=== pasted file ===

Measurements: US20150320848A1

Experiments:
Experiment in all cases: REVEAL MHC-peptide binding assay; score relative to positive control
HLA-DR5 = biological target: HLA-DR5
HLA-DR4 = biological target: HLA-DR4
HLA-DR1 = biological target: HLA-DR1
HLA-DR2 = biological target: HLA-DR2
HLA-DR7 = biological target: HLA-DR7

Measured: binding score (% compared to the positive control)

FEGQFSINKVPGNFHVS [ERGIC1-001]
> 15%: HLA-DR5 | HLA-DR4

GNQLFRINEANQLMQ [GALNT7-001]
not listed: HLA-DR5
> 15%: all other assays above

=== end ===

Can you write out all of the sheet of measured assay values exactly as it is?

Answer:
Measurements: US20150320848A1

Experiments:
Experiment in all cases: REVEAL MHC-peptide binding assay; score relative to positive control
HLA-DR5 = biological target: HLA-DR5
HLA-DR4 = biological target: HLA-DR4
HLA-DR1 = biological target: HLA-DR1
HLA-DR2 = biological target: HLA-DR2
HLA-DR7 = biological target: HLA-DR7

Measured: binding score (% compared to the positive control)

FEGQFSINKVPGNFHVS [ERGIC1-001]
> 15%: HLA-DR5 | HLA-DR4

GNQLFRINEANQLMQ [GALNT7-001]
not listed: HLA-DR5
> 15%: all other assays above